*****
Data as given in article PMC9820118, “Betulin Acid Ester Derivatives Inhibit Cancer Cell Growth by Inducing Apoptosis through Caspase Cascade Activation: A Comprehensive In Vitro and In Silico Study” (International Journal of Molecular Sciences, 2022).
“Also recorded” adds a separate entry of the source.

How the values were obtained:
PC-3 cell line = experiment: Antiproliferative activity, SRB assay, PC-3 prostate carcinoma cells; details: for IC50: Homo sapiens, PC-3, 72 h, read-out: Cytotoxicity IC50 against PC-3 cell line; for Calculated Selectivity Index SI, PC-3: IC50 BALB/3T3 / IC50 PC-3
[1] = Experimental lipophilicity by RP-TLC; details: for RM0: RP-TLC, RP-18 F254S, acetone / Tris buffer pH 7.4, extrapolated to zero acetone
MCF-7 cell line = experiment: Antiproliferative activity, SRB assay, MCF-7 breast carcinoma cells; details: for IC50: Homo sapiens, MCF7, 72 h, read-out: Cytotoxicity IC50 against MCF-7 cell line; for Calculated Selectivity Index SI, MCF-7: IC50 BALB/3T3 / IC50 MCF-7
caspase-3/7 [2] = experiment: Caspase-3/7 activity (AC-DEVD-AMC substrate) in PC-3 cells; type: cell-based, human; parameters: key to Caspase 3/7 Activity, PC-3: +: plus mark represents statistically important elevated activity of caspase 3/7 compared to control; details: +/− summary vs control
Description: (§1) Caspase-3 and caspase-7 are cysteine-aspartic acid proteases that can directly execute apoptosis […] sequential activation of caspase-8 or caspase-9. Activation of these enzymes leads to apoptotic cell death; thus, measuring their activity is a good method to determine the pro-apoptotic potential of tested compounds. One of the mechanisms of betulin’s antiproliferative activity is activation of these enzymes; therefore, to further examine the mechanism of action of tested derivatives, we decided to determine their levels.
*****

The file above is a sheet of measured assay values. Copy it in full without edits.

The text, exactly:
Data as given in article PMC9820118, “Betulin Acid Ester Derivatives Inhibit Cancer Cell Growth by Inducing Apoptosis through Caspase Cascade Activation: A Comprehensive In Vitro and In Silico Study” (International Journal of Molecular Sciences, 2022).
“Also recorded” adds a separate entry of the source.

How the values were obtained:
PC-3 cell line = experiment: Antiproliferative activity, SRB assay, PC-3 prostate carcinoma cells; details: for IC50: Homo sapiens, PC-3, 72 h, read-out: Cytotoxicity IC50 against PC-3 cell line; for Calculated Selectivity Index SI, PC-3: IC50 BALB/3T3 / IC50 PC-3
[1] = Experimental lipophilicity by RP-TLC; details: for RM0: RP-TLC, RP-18 F254S, acetone / Tris buffer pH 7.4, extrapolated to zero acetone
MCF-7 cell line = experiment: Antiproliferative activity, SRB assay, MCF-7 breast carcinoma cells; details: for IC50: Homo sapiens, MCF7, 72 h, read-out: Cytotoxicity IC50 against MCF-7 cell line; for Calculated Selectivity Index SI, MCF-7: IC50 BALB/3T3 / IC50 MCF-7
caspase-3/7 [2] = experiment: Caspase-3/7 activity (AC-DEVD-AMC substrate) in PC-3 cells; type: cell-based, human; parameters: key to Caspase 3/7 Activity, PC-3: +: plus mark represents statistically important elevated activity of caspase 3/7 compared to control; details: +/− summary vs control
Description: (§1) Caspase-3 and caspase-7 are cysteine-aspartic acid proteases that can directly execute apoptosis […] sequential activation of caspase-8 or caspase-9. Activation of these enzymes leads to apoptotic cell death; thus, measuring their activity is a good method to determine the pro-apoptotic potential of tested compounds. One of the mechanisms of betulin’s antiproliferative activity is activation of these enzymes; therefore, to further examine the mechanism of action of tested derivatives, we decided to determine their levels.